Botox maker Allergan today said it was in preliminary, friendly talks with Pfizer on a potential merger, a deal that would create the world's largest drugmaker. 

Dublin-based Allergan said there was no certainty the talks would lead to a deal, and did not discuss the terms that might lead to a tie-up with Pfizer. 

Pfizer's chief executive Officer Ian Read earlier today said he was open to any moves that produce the best long-term value for the company, but declined to directly comment on reports of talks with Allergan. 

Speaking at a Wall Street Journal event, Read said he was looking at various growth strategies, including a deal, "if that would add value to shareholders." 

"Or we could sit tight or we could do a split. Or we could do a business development deal and then do a split, whatever produces the best long-term value," Read said.

Earlier, the Wall Street Journal reported that Pfizer recently approached Botox-maker Allergan to discuss what could be the biggest takeover deal this year. 

The healthcare sector has seen an unprecedented wave of deals since early 2014, from large drugmakers buying up smaller rivals, to consolidation among makers of generic medicines and tie-ups between insurers.

A bid for Allergan, which has a market value of $113 billion, would be Pfizer's second attempt to acquire a European rival, following its unsuccessfully courtship last year of Anglo-Swedish pharmaceuticals group AstraZeneca. 

After six months of negotiation, AstraZeneca rejected Pfizer's final bid in May 2014.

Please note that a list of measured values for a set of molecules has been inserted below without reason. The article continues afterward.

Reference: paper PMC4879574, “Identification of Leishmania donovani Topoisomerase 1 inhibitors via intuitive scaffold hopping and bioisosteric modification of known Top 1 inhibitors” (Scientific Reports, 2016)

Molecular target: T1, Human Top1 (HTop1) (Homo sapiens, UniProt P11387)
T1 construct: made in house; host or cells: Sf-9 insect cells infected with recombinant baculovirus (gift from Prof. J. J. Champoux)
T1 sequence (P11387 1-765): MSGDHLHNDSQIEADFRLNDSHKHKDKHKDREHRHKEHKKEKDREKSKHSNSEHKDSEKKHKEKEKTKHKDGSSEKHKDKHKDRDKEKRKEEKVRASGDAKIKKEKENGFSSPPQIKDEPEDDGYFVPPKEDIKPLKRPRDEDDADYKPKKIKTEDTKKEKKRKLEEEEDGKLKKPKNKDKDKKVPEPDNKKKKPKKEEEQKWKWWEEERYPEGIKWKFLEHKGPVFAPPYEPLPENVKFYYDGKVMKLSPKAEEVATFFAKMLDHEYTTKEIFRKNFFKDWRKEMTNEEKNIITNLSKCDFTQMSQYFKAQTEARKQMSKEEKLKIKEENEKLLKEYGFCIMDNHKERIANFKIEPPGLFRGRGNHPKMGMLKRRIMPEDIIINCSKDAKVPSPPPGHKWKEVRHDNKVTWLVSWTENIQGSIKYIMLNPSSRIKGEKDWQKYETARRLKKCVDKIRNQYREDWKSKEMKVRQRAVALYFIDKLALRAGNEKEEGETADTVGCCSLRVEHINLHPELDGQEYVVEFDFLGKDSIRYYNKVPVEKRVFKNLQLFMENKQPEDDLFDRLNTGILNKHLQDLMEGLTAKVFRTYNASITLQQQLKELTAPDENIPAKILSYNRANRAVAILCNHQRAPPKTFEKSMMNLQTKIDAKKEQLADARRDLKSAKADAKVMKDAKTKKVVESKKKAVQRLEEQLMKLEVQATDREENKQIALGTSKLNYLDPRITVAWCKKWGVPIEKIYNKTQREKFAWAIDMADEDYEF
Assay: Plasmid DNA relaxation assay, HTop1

The potential for lowering Pfizer's tax bill by switching its headquarters from the US to the UK was touted by chief executive Officer Ian Read as a key reason for the deal. 

A takeover of Allergan could offer similar advantages given that the Botox maker is based in Dublin. 

A US attempt to crack down on such tax avoidance deals led to the collapse of AbbVie's bid to buy Shire, but it is unclear whether those rule changes would preclude potential tax advantages from a Pfizer-Allergan deal. 

Pfizer, which has a market value of about $219 billion, is the largest US drugmaker. 

Allergan would give Pfizer, whose revenues are expected to slide 3.3% this year, a boost in top-line growth. The Botox-maker's revenue is seen increasing 39% this year, according to Thomson Reuters I/B/E/S estimates. 

Pfizer last month paid $15 billion to acquire US rival Hospira. The US-based maker of such blockbuster drugs as Lipitor and Viagra was not immediately available for comment. 

Allergan became the third-largest generic drugmaker in the US after combining with Actavis in March. 

Its chief executive, Brent Saunders, has been eager to do deals, having first orchestrated the sale of Forest Laboratories, where he was initially CEO, to Actavis, then using the latter to seal the $66 billion purchase of Allergan.

Following the Actavis tie-up, Allergan sold its generic drugs business to Israel's Teva Pharmaceutical Industries in July for $40.5 billion in cash and stock. 

Saunders said after that he hoped to use those proceeds to do another large, "transformational" merger. 

In its first full quarter after the Actavis deal, Allergan reported second-quarter revenue of $5.76 billion, led by $632m in sales of wrinkle blocker Botox. Other top-selling drugs include dry eye treatment Restasis and Alzheimer's drug Namenda. 

Pfizer recently reported third-quarter revenue of $12.1 billion, including $1.58 billion for its Prevnar pneumococcal vaccines and $947m for pain drug Lyrica. 

While Pfizer wanted to buy AstraZeneca in part to boost Pfizer's pipeline of cancer drugs, a deal with Allergan would involve dermatology drugs and generics.